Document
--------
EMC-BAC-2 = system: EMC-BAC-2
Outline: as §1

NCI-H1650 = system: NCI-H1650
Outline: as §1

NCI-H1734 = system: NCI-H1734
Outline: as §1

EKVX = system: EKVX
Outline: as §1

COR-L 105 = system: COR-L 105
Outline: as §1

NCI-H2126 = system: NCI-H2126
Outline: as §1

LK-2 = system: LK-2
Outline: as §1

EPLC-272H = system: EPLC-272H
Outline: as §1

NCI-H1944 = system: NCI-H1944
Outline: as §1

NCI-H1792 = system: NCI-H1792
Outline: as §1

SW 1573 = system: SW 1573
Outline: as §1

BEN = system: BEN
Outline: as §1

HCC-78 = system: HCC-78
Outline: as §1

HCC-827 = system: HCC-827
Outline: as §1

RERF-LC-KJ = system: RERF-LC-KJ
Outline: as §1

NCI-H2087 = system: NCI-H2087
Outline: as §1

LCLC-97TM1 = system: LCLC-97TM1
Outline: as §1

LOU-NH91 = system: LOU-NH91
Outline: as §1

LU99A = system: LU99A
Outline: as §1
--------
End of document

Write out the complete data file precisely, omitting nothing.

EMC-BAC-2 = system: EMC-BAC-2
Outline: as §1

NCI-H1650 = system: NCI-H1650
Outline: as §1

NCI-H1734 = system: NCI-H1734
Outline: as §1

EKVX = system: EKVX
Outline: as §1

COR-L 105 = system: COR-L 105
Outline: as §1

NCI-H2126 = system: NCI-H2126
Outline: as §1

LK-2 = system: LK-2
Outline: as §1

EPLC-272H = system: EPLC-272H
Outline: as §1

NCI-H1944 = system: NCI-H1944
Outline: as §1

NCI-H1792 = system: NCI-H1792
Outline: as §1

SW 1573 = system: SW 1573
Outline: as §1

BEN = system: BEN
Outline: as §1

HCC-78 = system: HCC-78
Outline: as §1

HCC-827 = system: HCC-827
Outline: as §1

RERF-LC-KJ = system: RERF-LC-KJ
Outline: as §1

NCI-H2087 = system: NCI-H2087
Outline: as §1

LCLC-97TM1 = system: LCLC-97TM1
Outline: as §1

LOU-NH91 = system: LOU-NH91
Outline: as §1

LU99A = system: LU99A
Outline: as §1